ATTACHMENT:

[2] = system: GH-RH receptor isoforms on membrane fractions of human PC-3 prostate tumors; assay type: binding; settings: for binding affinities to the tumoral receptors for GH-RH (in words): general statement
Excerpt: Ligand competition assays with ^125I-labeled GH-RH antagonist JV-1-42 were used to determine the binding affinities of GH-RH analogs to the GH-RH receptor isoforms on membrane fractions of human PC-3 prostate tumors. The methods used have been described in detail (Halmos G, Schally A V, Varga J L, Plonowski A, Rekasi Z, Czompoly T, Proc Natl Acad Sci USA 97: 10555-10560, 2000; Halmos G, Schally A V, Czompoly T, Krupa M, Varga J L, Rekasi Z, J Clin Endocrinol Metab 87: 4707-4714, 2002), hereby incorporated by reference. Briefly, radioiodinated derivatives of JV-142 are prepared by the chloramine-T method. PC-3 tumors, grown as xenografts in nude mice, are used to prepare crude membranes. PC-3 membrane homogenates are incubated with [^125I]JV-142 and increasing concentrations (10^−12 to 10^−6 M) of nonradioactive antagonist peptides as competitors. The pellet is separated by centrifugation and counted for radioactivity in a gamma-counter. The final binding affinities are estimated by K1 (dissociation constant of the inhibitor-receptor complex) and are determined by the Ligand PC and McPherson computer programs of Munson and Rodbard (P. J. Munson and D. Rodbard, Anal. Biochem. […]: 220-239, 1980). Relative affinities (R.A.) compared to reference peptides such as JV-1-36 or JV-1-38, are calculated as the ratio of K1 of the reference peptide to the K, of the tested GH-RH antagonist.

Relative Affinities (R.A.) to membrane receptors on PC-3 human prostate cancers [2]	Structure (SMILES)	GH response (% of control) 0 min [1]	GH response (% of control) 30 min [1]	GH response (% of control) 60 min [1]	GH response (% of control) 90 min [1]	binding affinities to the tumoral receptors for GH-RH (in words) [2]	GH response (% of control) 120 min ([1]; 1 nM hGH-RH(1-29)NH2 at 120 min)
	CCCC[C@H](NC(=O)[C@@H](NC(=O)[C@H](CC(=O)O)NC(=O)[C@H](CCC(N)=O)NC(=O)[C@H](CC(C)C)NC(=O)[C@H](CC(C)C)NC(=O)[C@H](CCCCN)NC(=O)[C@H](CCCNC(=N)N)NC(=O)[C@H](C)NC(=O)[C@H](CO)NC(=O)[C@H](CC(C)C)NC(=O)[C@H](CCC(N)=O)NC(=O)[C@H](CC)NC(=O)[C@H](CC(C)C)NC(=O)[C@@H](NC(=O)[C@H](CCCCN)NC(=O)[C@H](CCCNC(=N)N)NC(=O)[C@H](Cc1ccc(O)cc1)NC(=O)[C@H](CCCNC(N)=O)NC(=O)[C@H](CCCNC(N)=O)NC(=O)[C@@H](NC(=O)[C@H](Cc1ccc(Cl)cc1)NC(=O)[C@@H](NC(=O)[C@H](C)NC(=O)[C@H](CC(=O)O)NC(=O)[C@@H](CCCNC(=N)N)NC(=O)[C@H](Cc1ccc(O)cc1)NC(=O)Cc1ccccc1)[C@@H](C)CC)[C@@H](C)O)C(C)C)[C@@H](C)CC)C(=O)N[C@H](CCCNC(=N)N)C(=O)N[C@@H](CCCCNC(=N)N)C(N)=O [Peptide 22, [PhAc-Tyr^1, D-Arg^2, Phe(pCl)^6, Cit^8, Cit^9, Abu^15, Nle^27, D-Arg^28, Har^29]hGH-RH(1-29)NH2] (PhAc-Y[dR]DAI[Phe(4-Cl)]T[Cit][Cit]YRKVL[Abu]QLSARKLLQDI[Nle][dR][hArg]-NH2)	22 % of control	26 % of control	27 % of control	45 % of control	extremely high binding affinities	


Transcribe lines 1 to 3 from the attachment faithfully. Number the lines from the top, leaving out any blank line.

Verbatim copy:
[2] = system: GH-RH receptor isoforms on membrane fractions of human PC-3 prostate tumors; assay type: binding; settings: for binding affinities to the tumoral receptors for GH-RH (in words): general statement
Excerpt: Ligand competition assays with ^125I-labeled GH-RH antagonist JV-1-42 were used to determine the binding affinities of GH-RH analogs to the GH-RH receptor isoforms on membrane fractions of human PC-3 prostate tumors. The methods used have been described in detail (Halmos G, Schally A V, Varga J L, Plonowski A, Rekasi Z, Czompoly T, Proc Natl Acad Sci USA 97: 10555-10560, 2000; Halmos G, Schally A V, Czompoly T, Krupa M, Varga J L, Rekasi Z, J Clin Endocrinol Metab 87: 4707-4714, 2002), hereby incorporated by reference. Briefly, radioiodinated derivatives of JV-142 are prepared by the chloramine-T method. PC-3 tumors, grown as xenografts in nude mice, are used to prepare crude membranes. PC-3 membrane homogenates are incubated with [^125I]JV-142 and increasing concentrations (10^−12 to 10^−6 M) of nonradioactive antagonist peptides as competitors. The pellet is separated by centrifugation and counted for radioactivity in a gamma-counter. The final binding affinities are estimated by K1 (dissociation constant of the inhibitor-receptor complex) and are determined by the Ligand PC and McPherson computer programs of Munson and Rodbard (P. J. Munson and D. Rodbard, Anal. Biochem. […]: 220-239, 1980). Relative affinities (R.A.) compared to reference peptides such as JV-1-36 or JV-1-38, are calculated as the ratio of K1 of the reference peptide to the K, of the tested GH-RH antagonist.

Relative Affinities (R.A.) to membrane receptors on PC-3 human prostate cancers [2]	Structure (SMILES)	GH response (% of control) 0 min [1]	GH response (% of control) 30 min [1]	GH response (% of control) 60 min [1]	GH response (% of control) 90 min [1]	binding affinities to the tumoral receptors for GH-RH (in words) [2]	GH response (% of control) 120 min ([1]; 1 nM hGH-RH(1-29)NH2 at 120 min)